A beautiful water garden often means having a natural pond filled with lovely aquatic plants and possibly even fish and other water loving animals. These ponds can contribute a healthy supply of aerated water to the ecosystem. Pond filtration is a critical element to keeping the system working perfectly.
Calculate the exact size of the installed pond. These measurements will determine the size and degree of filtration needed. Use a flexible measuring device, such as a rope or hose, to lie down across the pond to measure its area.
Build in any natural water flow areas or devices, such as waterfalls and streams. These devices will assist the filter to move the mater through the ecosystem more efficiently and naturally.
Consider mechanical filtration that collects debris and contaminants in a filter. Biological filters use bacteria to breakdown any contaminants, and some filters utilize unltraviolet light to consolidate algae and impurities.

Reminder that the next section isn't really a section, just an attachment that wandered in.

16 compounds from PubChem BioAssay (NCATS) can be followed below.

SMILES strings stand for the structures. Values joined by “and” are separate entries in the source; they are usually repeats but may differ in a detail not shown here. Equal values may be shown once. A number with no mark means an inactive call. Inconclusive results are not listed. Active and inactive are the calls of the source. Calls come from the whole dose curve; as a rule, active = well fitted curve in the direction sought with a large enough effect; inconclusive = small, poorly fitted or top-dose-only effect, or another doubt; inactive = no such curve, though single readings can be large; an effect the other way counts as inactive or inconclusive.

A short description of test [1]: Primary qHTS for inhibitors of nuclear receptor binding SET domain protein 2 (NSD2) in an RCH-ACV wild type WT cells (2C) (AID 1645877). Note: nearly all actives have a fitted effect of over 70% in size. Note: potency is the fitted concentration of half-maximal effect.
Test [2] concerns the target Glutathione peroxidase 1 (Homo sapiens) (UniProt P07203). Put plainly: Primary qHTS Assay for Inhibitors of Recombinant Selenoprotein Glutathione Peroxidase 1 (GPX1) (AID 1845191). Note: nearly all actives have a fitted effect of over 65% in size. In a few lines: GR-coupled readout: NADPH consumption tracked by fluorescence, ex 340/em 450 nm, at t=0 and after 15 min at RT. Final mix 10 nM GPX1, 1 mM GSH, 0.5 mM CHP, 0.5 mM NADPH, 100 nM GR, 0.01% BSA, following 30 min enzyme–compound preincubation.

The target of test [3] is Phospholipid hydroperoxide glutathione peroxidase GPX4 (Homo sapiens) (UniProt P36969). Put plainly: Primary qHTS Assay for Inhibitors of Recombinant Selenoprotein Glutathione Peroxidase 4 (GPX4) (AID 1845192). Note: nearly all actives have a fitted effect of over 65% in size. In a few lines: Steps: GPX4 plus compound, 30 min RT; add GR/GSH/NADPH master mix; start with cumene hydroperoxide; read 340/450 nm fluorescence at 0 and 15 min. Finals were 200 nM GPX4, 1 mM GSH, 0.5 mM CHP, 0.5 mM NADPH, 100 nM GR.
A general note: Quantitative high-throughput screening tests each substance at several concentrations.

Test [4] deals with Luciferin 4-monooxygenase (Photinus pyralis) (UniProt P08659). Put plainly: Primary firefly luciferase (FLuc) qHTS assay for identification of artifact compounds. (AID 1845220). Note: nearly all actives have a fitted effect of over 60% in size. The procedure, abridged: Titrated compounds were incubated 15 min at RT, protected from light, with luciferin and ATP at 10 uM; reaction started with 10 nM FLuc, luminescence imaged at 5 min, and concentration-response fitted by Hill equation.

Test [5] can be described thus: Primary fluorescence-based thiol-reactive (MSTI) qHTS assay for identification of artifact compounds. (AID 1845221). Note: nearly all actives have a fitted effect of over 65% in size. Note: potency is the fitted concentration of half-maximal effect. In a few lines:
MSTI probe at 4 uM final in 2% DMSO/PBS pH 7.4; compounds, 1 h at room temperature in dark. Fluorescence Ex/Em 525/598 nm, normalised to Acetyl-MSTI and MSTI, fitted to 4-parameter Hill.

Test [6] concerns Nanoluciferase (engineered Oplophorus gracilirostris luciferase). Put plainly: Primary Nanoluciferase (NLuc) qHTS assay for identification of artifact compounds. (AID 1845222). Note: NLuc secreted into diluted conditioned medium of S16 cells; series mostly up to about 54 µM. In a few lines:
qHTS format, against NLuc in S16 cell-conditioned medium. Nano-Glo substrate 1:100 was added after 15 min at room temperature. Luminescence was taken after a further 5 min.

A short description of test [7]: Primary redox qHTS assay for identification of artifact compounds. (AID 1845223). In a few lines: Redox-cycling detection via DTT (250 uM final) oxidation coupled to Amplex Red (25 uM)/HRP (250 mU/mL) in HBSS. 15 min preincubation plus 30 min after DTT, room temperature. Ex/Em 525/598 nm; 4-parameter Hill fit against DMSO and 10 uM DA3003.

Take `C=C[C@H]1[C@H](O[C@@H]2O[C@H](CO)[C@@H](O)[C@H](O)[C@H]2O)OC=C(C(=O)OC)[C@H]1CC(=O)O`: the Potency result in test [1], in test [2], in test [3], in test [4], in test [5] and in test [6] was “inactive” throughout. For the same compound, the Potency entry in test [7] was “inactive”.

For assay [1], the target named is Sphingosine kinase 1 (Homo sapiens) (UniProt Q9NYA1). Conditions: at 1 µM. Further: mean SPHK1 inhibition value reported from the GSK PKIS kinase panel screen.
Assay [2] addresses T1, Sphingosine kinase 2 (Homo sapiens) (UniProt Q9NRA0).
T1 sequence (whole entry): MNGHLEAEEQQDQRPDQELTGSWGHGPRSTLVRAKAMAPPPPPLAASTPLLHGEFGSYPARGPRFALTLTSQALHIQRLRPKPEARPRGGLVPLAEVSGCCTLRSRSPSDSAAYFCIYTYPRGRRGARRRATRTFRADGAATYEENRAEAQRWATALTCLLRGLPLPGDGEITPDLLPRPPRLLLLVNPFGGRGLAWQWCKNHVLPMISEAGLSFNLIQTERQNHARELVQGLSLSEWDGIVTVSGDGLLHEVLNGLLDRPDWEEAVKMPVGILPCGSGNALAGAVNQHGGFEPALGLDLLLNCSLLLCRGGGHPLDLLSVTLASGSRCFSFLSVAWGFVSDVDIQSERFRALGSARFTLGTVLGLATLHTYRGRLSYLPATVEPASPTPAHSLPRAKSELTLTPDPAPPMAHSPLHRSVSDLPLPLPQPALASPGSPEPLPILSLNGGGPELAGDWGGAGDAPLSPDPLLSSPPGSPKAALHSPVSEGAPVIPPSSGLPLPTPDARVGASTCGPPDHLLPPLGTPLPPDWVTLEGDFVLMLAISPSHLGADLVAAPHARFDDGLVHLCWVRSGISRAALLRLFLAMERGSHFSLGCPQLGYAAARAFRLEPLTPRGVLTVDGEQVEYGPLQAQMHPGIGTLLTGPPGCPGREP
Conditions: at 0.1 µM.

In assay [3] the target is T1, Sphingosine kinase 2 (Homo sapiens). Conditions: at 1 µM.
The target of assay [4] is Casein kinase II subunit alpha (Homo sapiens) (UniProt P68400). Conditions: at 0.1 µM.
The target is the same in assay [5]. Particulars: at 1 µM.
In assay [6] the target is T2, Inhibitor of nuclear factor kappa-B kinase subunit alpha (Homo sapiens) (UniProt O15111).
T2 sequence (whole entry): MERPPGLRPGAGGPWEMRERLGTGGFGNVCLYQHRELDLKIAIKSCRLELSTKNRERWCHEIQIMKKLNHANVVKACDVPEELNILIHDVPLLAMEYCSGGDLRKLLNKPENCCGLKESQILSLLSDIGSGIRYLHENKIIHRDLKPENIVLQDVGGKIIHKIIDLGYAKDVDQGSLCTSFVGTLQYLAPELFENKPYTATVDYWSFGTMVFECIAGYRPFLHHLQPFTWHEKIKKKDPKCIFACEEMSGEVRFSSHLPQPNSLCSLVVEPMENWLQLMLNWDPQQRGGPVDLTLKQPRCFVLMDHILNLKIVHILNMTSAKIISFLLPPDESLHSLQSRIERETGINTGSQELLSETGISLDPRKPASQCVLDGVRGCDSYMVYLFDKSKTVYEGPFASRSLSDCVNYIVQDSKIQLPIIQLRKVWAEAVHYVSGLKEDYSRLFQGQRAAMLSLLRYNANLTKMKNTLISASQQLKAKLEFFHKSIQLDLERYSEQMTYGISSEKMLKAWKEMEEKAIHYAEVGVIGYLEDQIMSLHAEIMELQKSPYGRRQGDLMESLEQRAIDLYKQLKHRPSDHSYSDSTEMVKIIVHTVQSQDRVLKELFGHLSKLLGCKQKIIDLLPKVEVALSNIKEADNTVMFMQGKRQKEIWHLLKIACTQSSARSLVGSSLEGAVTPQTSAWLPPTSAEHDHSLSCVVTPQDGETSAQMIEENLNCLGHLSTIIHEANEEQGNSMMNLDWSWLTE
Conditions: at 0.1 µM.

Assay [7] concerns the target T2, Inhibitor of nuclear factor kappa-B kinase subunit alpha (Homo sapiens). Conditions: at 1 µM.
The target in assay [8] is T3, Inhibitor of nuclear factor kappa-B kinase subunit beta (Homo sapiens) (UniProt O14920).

Lay down gravel or foam layers that encourage good bacteria colonies to grow and handle the break down of fish waste and organic matter.
Determine the maximum flow rate of the filtration method used. Faster flow rates can actually harm the rate at which the healthy bacteria colonies grow.
Place the pond filter in the pond or outside of the pond area. The filter should always be above the maximum water level of the pond for best flow. Put a pipe in place to direct the wastewater from the pond to another area a good distance from the pond.
Contact the local building authorities to learn the specifics on building codes for the area and obtain any permits needed. Hire a professional electrician if you're installing a powered pond filter.
Never use an old swimming pool liner to line the pond. These contain chemicals and chlorine that will harm the pond's ecosystem and possibly the filter itself.